Ten years ago in August, we booked tickets to fly to New York City that November. In those three months, the world changed but our flight kept its schedule. Touching down at LaGuardia, everyone broke into spontaneous applause.
Commercial pilot Dennis Tajer of Arlington Heights also remembers how routine events like landings became significant milestones after the terrorist attacks of Sept. 11, 2001.
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His first takeoff after 9/11 was "a very quiet, but proud, solemn moment," he said. "Not many words were exchanged ... we were professionals back at what we were trained for."
Airport and cockpit access has undergone a security revolution since 2001, but threats remain. That's why Tajer, a spokesman for the Allied Pilots Association that represents American Airlines pilots, chooses his words carefully when reacting to the death of 9/11 mastermind Osama bin Laden May 1.
"It was an event, but for us as a profession nothing has changed," Tajer said. "We're the last line of defense for our passengers. It's not just one person who's a threat to our safety. Many wish harm to American citizens."
Total shock is how Tajer described his feelings after hearing about the murders of flight crews aboard four American and United flights at the hands of hijackers nearly a decade ago.
"When you see those names, when you see those titles, it brings it right home. I didn't know them personally but the fraternity is very tight."
Adding to the agonized final moments of the doomed pilots must have been a terrible sense of concern for all aboard, Tajer said. "We take very seriously our responsibility and calling to protect our passengers. That's what makes it more cutting."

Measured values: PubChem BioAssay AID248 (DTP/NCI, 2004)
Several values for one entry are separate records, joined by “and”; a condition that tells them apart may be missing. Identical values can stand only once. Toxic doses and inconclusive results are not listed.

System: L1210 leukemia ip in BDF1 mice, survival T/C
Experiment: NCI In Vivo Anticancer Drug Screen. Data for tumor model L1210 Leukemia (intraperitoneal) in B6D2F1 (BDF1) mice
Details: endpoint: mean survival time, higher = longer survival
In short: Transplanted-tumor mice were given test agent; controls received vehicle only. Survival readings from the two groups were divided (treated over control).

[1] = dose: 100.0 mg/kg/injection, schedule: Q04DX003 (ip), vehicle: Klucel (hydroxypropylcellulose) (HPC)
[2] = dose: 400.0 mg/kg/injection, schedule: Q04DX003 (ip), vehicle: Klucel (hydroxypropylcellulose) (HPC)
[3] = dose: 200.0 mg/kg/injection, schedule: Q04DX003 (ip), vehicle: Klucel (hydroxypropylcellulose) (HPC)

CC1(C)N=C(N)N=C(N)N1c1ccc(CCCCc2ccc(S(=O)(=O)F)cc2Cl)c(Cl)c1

But there was no hesitation when commercial flights resumed. "I was eager to be part of getting the country back on its feet," he said.
In those early post-9/11 days, flight crews and passengers had a sense of camaraderie. "There was a mutual affirmation we're not going to let this stop us," Tajer recalled.
The country's moved on, but 9/11 is "still in our hearts. It gets muddled through time but that's good. It's not forgotten but it's not obsessing us."
Still, for today's pilots, Tajer said, "the reality is we have to remain just as vigilant."
Do the right thing. Move over into the right lanes -- that is if you're on the Jane Addams Tollway near Elgin. The Illinois State Toll Highway Authority just finished setting up signage to shift drivers over to the right shoulder so workers can start tearing up I-90. The resurfacing project stretches from Barrington Road to the Elgin Toll Plaza and from Route 20 to Genoa Road near the Belvidere Oasis.
"They sell coffee and doughnuts on Metra trains?" I wrote in a column about the thriller "Source Code," shot using depictions of a Metra train exploding. Peter VandeMotter of Mundelein emailed that, "Not anymore, but they used to. For about 20 years on the Rock Island and both Milwaukee lines they did have refreshment cars on certain trains serving coffee and doughnuts inbound, soda and alcoholic beverages outbound. And the Chicago and Northwestern used to have a couple on the Northwest line. I understand Metra felt they took up too much space, with some trains standing room only." I stand corrected. Got a comment or question? Contact firstname.lastname@example.org.
Did you know?
It's not a day for sloppy driving on Route 59. Ten police departments, three sheriff's departments and two state police districts will be looking for speeders and drivers who don't buckle up. The enforcement action will stretch along Route 59 from Will County to Lake County.
One more thing
Weekday ridership on the region's transit system is approximately 2 million trips -- 9 percent of trips made each Monday through Friday, according to the Chicago Metropolitan Agency for Planning. The GO TO 2040 comprehensive regional plan calls for transit ridership to reach 4 million, or 13.5 percent of weekday trips.